Understanding the essentials of film set etiquette is paramount when creating a streamlined production without any obvious hiccups. Our friends at Screencraft have provided a useful 6 step guide on helping your cast and crew learn about film set etiquette.
1. Mind Your Manners
2. Actors Stay in Front of the Camera
3. Only The Director Says Cut
In theory, the Director is the only person that says cut. It used to be that the camera-operator could say it, but that was back when the operator was the only person who ever saw the shot before dailies. The camera operator used to have great power back then because he was at the nexus of the filmmaking process. He was the only witness to the culmination of all filmmaking elements coming together; only he could see if the shot was hopelessly going awry. This gave him the power to say cut. Nowadays, almost everyone has an eye on the production monitor which has put the sole power to cut back in the Director hands.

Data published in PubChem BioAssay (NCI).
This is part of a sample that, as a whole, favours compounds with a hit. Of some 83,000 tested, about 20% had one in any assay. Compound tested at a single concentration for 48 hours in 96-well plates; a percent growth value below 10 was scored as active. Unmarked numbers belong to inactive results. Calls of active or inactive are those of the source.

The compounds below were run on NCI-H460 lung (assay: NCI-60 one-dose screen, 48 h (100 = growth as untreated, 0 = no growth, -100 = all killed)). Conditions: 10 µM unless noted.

The exception to this rule is for reasons of safety on set. If the First Assistant Director, (who incidentally is considered the primary safety officer on-set), sees that something is going wrong with the choreography of the shot, he is empowered to yell cut. This goes also for the Stunt Coordinator, but not limited to anyone who sees something dangerous unfolding on set. If you see something, say something.
4. Save Your Comments Until The End of the Take
5. Take Care of Each Other
Another job on set that’s tricky in terms of knowing when to speak and when to shut up, is the Script Supervisor. A Script Supervisor who is also referred to as Continuity is responsible for whether the shots will cut together seamlessly without any mismatches. They are also responsible for the actor saying the right lines from the script and for keeping track of all the coverage in the scene. It would be easy to announce when an actor or Director has made a mistake, but the best Script Supers will whisper with the actors if they are holding a prop in the wrong hand, or talk individually with the Director and D.P. if someone’s eye-line has been crossed. There’s no need to call each other out on errors when a quiet, calm word will do. Experience and unobtrusive efficiency is everything.
6. Learn The Unique Rules of Your Set
We hope that you’ve found these film set etiquette tips useful to run an efficient set. For more useful production hacks on set, take a look at StudioBinder’s Night Shooting Survival Guide.
Also published on Medium.